I figured most of this, and I think it is one of the reasons that I am hoping to find traditional success because I'm currently bread winner (yay economy!) and I just don't think I could keep going with all this as well. However, I'm so so so so impressed with you and others who can do this.

I think you guys (indelibles) need to make capes or something because you are seriously super heroes.

Susan Oloier said...

Most of this is not new. I've been reading a lot about Indie publishing lately, as I am headed down that path. However, lawyer and PR rep (mostly the press kit part) did not occur to me. Excellent post!

Kimberley Griffiths Little said...

AMAZING list, Shelli! I hear ya, and it is exhausting!

And, well, it's not only an amazing list, but YOU are AMAZING!!!

Elle Strauss said...

I'm really glad I didn't know all of this when I started. :) Baby steps, peeps, baby steps.

SHANNON O'DONNELL said...

Wow. I don't think it surprises me too much, but it does scare me to death. :-)

McKenzie McCann said...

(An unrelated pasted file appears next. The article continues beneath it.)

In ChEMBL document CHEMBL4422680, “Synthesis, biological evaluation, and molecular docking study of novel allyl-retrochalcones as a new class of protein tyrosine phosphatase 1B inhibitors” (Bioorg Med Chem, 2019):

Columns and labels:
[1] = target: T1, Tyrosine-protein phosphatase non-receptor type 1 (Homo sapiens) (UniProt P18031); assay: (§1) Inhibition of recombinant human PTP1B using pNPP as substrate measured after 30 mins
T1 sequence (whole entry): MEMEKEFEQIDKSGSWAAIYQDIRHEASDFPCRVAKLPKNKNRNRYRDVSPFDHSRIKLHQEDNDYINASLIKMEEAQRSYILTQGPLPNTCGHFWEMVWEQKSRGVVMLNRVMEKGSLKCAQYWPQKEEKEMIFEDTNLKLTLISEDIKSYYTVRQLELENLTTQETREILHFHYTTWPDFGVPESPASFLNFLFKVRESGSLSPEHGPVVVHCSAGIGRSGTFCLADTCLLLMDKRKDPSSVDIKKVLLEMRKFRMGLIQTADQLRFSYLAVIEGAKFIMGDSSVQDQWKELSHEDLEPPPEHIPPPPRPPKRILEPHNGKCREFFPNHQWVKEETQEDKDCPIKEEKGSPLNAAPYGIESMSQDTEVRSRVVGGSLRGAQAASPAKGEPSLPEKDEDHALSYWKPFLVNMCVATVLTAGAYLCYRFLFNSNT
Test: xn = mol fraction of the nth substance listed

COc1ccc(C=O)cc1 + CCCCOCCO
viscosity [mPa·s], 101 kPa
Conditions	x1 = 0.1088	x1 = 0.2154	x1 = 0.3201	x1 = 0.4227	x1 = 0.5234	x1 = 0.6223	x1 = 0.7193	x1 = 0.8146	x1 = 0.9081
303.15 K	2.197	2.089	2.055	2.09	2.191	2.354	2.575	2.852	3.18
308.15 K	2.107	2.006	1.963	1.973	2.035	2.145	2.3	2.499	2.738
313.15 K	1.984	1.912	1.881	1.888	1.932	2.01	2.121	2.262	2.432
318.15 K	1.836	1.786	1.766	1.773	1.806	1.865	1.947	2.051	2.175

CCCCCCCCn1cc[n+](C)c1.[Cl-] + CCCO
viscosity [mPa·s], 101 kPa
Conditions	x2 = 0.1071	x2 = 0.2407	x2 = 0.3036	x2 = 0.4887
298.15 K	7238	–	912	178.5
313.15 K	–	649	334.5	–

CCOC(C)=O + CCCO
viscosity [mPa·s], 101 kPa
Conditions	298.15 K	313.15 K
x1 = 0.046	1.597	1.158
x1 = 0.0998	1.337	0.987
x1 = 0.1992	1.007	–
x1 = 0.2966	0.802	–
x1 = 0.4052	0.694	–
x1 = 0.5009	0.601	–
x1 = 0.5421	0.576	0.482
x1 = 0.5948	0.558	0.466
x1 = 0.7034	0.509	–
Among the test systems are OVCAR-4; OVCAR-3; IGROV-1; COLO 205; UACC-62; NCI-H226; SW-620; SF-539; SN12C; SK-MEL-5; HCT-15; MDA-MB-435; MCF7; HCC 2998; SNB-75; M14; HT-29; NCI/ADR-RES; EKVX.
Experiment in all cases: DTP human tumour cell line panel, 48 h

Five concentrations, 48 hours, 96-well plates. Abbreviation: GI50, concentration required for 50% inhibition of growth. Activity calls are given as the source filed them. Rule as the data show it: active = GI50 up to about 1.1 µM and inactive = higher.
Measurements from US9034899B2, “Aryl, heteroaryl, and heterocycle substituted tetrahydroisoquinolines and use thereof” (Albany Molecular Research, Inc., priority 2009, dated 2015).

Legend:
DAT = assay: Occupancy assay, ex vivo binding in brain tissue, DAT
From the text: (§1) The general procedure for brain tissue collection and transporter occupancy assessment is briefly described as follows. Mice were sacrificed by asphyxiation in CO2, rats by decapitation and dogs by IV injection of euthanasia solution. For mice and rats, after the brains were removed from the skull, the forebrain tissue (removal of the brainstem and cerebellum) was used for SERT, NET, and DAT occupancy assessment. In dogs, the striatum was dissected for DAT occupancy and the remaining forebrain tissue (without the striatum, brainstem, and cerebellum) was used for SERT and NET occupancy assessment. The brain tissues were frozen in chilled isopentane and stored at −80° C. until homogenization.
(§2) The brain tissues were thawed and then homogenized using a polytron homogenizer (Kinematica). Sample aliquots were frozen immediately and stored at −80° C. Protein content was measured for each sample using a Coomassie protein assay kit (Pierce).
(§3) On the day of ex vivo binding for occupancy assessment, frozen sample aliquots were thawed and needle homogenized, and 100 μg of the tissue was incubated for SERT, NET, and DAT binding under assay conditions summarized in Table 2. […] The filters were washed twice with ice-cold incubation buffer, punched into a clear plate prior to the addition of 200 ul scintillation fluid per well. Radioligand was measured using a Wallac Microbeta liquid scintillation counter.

And this is exactly why I admire self-publishers to the ends of the earth and back. It takes some serious devotion to do all of that.

Jemi Fraser said...

I'm with Shannon - more than a little terrified! I think I have the panicky part down pat though! :)

You impress the heck out of me, Shelli! :)

Brent Hartinger said...

I'm increasingly coming to the opinion that it's IMPOSSIBLE to be one's own editor. It's like being your own psychologist -- no one is objective enough. I'd encourage all self-pubbed authors to hire an independent editor AND a different copy editor. You'll end up with a much, much better book.

(Among traditionally published authors, you can always tell the ones who refuse to be edited -- their books start to suck *cough* Anne Rice these days *cough*)

Shelli (srjohannes) said...

I agree Brent. I use copyeditors all the time. They rock and I could never do what they do. BUt as writers we need to also be more diligent in catching things ourselves. Some copyeditors will charge by the hour and the better your is - the better price.

Maureen said...

Hi Shelli,
Yes that is an exhausting list!
I decided to take the plunge with my mid grade that was getting close all the time but no cigar... and launched it as an ebook this week. Along the way I learned about book trailers so add in storyboarding and film directing... choosing music and stock photo's.
On your list I didn't think about lawyers and pirates...luckily I'm married to a copy editor.
The marketing thing is the one that daunts me...
Ah well since the book went live on Tuesday I have sold 6 copies, LOL can't beat friends.